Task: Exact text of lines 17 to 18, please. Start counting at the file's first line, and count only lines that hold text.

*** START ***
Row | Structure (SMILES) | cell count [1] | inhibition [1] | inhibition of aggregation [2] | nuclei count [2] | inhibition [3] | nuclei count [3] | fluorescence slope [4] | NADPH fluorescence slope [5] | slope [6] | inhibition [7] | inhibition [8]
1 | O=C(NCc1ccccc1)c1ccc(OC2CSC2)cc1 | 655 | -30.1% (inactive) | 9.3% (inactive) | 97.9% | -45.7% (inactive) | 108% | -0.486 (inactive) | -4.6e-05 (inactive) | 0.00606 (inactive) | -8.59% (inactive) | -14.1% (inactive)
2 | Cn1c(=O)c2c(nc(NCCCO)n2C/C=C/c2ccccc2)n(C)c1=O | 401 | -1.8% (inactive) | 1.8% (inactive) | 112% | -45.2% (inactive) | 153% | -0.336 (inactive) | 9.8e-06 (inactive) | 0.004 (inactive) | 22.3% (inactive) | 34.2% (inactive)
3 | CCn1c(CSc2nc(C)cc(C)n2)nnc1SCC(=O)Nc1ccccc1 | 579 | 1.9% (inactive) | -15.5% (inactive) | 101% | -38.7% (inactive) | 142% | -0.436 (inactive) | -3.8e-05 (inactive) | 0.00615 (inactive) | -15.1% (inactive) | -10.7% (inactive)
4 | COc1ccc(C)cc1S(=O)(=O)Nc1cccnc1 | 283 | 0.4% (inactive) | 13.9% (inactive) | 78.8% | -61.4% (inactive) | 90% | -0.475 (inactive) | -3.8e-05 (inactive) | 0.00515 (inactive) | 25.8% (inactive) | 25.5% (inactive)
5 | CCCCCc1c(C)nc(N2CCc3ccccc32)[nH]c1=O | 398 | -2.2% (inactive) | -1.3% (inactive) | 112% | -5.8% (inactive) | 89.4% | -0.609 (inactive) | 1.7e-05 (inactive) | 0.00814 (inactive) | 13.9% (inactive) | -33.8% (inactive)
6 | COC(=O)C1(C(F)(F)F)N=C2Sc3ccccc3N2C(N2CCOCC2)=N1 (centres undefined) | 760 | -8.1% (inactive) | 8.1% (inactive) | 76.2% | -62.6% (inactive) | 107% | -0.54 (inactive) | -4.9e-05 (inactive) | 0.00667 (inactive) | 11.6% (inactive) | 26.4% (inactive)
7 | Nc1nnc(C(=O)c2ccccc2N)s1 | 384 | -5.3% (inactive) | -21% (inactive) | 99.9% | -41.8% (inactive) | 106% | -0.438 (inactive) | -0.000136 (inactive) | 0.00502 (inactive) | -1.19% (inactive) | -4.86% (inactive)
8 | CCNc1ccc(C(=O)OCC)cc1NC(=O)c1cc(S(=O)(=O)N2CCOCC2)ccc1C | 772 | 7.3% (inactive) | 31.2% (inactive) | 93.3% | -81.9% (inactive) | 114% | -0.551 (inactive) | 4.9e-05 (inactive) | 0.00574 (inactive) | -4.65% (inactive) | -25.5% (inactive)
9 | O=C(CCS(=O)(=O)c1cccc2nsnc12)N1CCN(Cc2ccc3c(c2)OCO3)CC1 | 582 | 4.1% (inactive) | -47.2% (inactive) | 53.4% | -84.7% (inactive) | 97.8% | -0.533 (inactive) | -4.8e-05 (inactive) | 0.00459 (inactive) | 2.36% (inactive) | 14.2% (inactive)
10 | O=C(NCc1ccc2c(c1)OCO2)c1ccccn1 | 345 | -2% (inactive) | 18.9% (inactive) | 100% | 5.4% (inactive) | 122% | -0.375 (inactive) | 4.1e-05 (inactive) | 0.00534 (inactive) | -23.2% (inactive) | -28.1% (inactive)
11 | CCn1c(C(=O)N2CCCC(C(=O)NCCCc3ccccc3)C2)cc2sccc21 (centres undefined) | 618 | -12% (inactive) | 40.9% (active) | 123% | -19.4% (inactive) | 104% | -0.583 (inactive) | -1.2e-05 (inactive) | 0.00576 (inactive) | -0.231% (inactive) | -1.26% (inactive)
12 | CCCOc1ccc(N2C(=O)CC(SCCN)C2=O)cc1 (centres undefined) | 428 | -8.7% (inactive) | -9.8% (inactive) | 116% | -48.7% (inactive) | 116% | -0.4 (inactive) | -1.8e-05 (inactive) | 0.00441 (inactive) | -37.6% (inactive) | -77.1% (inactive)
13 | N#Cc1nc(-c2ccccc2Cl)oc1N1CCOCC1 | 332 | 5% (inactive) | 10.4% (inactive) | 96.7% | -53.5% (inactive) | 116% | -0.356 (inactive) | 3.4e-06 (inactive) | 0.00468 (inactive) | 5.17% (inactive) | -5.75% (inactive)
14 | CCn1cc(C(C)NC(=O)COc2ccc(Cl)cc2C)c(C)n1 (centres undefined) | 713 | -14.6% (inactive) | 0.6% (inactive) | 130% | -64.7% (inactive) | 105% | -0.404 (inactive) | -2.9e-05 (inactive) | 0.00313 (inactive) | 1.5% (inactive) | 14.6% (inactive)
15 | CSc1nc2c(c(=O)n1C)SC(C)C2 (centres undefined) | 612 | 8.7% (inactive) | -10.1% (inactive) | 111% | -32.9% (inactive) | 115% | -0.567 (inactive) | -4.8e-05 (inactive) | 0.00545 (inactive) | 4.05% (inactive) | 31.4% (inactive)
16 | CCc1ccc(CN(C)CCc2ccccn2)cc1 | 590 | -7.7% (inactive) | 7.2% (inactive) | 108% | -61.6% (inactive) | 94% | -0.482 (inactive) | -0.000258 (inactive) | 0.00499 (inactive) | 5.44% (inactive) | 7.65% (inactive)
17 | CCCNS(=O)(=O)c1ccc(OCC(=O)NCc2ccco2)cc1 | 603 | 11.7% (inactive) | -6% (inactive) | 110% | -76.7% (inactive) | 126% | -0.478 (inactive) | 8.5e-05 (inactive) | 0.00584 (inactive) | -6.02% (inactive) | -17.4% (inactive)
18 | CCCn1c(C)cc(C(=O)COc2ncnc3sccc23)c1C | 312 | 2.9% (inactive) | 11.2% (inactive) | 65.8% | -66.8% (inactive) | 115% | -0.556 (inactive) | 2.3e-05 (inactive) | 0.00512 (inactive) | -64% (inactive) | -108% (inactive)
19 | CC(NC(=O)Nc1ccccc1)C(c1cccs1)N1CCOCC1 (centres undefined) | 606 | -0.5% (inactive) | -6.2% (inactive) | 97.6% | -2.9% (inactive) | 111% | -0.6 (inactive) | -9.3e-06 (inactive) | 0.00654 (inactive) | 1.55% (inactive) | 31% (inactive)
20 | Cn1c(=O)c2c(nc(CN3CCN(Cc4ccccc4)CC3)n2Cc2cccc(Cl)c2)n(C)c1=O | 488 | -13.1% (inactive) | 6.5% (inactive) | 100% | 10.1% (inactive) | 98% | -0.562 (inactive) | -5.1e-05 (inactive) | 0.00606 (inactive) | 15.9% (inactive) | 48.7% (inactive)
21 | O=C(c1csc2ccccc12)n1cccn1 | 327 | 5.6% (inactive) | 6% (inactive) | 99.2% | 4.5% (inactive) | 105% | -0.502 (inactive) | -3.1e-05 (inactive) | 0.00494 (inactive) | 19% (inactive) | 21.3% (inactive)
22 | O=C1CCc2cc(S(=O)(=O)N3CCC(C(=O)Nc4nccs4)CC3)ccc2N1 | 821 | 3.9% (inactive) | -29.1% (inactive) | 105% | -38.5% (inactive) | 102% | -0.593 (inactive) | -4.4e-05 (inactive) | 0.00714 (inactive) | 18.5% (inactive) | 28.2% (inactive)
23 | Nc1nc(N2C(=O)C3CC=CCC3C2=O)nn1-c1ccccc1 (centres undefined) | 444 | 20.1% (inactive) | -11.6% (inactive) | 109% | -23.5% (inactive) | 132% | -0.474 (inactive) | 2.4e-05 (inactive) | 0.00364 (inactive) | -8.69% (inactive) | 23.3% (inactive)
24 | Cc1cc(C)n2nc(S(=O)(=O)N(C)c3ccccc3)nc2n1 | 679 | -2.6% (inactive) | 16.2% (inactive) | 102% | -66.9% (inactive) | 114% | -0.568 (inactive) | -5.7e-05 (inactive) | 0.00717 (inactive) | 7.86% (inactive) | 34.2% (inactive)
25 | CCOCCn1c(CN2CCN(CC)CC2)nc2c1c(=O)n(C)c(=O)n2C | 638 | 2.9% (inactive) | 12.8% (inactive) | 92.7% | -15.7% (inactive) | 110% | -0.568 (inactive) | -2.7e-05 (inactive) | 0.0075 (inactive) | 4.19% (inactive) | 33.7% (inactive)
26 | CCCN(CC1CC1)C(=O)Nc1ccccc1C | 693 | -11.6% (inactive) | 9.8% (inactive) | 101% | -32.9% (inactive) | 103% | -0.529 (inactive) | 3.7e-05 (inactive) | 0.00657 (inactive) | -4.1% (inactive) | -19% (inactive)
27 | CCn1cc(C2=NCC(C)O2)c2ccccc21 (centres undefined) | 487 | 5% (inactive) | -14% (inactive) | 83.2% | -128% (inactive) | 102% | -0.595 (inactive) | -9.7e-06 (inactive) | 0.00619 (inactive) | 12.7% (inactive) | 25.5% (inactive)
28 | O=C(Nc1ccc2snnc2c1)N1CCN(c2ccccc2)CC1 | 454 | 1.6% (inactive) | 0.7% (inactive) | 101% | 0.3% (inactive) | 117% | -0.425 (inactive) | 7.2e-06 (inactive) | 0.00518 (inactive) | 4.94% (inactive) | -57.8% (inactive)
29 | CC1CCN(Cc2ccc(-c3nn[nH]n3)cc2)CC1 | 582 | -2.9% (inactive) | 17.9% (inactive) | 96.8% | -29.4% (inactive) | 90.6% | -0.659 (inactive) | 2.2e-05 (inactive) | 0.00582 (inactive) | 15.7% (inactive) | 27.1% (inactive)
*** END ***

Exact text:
16 | CCc1ccc(CN(C)CCc2ccccn2)cc1 | 590 | -7.7% (inactive) | 7.2% (inactive) | 108% | -61.6% (inactive) | 94% | -0.482 (inactive) | -0.000258 (inactive) | 0.00499 (inactive) | 5.44% (inactive) | 7.65% (inactive)
17 | CCCNS(=O)(=O)c1ccc(OCC(=O)NCc2ccco2)cc1 | 603 | 11.7% (inactive) | -6% (inactive) | 110% | -76.7% (inactive) | 126% | -0.478 (inactive) | 8.5e-05 (inactive) | 0.00584 (inactive) | -6.02% (inactive) | -17.4% (inactive)